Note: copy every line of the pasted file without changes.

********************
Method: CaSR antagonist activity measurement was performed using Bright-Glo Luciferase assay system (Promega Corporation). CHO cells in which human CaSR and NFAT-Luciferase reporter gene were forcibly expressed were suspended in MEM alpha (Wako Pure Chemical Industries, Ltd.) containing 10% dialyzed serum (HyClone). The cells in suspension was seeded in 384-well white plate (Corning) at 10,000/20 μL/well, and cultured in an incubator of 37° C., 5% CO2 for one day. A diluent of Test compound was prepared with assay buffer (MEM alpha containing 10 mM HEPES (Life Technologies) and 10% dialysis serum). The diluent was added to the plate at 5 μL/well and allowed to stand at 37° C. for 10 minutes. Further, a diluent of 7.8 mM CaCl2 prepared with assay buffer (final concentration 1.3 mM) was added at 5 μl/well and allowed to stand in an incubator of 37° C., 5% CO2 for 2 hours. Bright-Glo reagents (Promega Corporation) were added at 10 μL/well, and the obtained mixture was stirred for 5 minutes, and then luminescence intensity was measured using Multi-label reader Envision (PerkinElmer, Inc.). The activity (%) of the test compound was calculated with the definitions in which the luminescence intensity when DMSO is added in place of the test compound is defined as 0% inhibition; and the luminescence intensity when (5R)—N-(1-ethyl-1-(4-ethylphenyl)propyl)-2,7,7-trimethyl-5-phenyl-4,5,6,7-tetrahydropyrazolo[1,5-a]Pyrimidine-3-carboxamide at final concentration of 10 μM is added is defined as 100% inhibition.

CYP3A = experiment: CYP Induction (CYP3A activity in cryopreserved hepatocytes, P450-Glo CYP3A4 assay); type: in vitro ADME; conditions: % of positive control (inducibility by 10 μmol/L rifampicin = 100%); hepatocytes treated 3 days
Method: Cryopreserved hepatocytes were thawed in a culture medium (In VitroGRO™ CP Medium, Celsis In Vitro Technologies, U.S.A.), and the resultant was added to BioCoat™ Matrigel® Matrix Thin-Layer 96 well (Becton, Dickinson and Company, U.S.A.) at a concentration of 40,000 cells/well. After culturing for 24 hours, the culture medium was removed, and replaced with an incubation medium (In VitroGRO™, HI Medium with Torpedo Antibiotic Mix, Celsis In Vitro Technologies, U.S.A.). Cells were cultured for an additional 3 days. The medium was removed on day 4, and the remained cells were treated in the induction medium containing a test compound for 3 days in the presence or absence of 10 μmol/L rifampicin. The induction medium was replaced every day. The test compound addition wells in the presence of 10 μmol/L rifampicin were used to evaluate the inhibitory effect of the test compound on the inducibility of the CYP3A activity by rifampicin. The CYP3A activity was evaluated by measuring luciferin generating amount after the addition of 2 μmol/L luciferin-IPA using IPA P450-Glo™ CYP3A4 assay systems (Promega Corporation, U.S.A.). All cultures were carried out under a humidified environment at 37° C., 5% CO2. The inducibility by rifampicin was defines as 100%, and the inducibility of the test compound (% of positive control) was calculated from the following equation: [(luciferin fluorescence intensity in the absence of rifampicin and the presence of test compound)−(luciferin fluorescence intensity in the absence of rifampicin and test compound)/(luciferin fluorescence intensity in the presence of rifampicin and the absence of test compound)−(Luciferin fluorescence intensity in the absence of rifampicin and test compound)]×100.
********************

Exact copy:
Method: CaSR antagonist activity measurement was performed using Bright-Glo Luciferase assay system (Promega Corporation). CHO cells in which human CaSR and NFAT-Luciferase reporter gene were forcibly expressed were suspended in MEM alpha (Wako Pure Chemical Industries, Ltd.) containing 10% dialyzed serum (HyClone). The cells in suspension was seeded in 384-well white plate (Corning) at 10,000/20 μL/well, and cultured in an incubator of 37° C., 5% CO2 for one day. A diluent of Test compound was prepared with assay buffer (MEM alpha containing 10 mM HEPES (Life Technologies) and 10% dialysis serum). The diluent was added to the plate at 5 μL/well and allowed to stand at 37° C. for 10 minutes. Further, a diluent of 7.8 mM CaCl2 prepared with assay buffer (final concentration 1.3 mM) was added at 5 μl/well and allowed to stand in an incubator of 37° C., 5% CO2 for 2 hours. Bright-Glo reagents (Promega Corporation) were added at 10 μL/well, and the obtained mixture was stirred for 5 minutes, and then luminescence intensity was measured using Multi-label reader Envision (PerkinElmer, Inc.). The activity (%) of the test compound was calculated with the definitions in which the luminescence intensity when DMSO is added in place of the test compound is defined as 0% inhibition; and the luminescence intensity when (5R)—N-(1-ethyl-1-(4-ethylphenyl)propyl)-2,7,7-trimethyl-5-phenyl-4,5,6,7-tetrahydropyrazolo[1,5-a]Pyrimidine-3-carboxamide at final concentration of 10 μM is added is defined as 100% inhibition.

CYP3A = experiment: CYP Induction (CYP3A activity in cryopreserved hepatocytes, P450-Glo CYP3A4 assay); type: in vitro ADME; conditions: % of positive control (inducibility by 10 μmol/L rifampicin = 100%); hepatocytes treated 3 days
Method: Cryopreserved hepatocytes were thawed in a culture medium (In VitroGRO™ CP Medium, Celsis In Vitro Technologies, U.S.A.), and the resultant was added to BioCoat™ Matrigel® Matrix Thin-Layer 96 well (Becton, Dickinson and Company, U.S.A.) at a concentration of 40,000 cells/well. After culturing for 24 hours, the culture medium was removed, and replaced with an incubation medium (In VitroGRO™, HI Medium with Torpedo Antibiotic Mix, Celsis In Vitro Technologies, U.S.A.). Cells were cultured for an additional 3 days. The medium was removed on day 4, and the remained cells were treated in the induction medium containing a test compound for 3 days in the presence or absence of 10 μmol/L rifampicin. The induction medium was replaced every day. The test compound addition wells in the presence of 10 μmol/L rifampicin were used to evaluate the inhibitory effect of the test compound on the inducibility of the CYP3A activity by rifampicin. The CYP3A activity was evaluated by measuring luciferin generating amount after the addition of 2 μmol/L luciferin-IPA using IPA P450-Glo™ CYP3A4 assay systems (Promega Corporation, U.S.A.). All cultures were carried out under a humidified environment at 37° C., 5% CO2. The inducibility by rifampicin was defines as 100%, and the inducibility of the test compound (% of positive control) was calculated from the following equation: [(luciferin fluorescence intensity in the absence of rifampicin and the presence of test compound)−(luciferin fluorescence intensity in the absence of rifampicin and test compound)/(luciferin fluorescence intensity in the presence of rifampicin and the absence of test compound)−(Luciferin fluorescence intensity in the absence of rifampicin and test compound)]×100.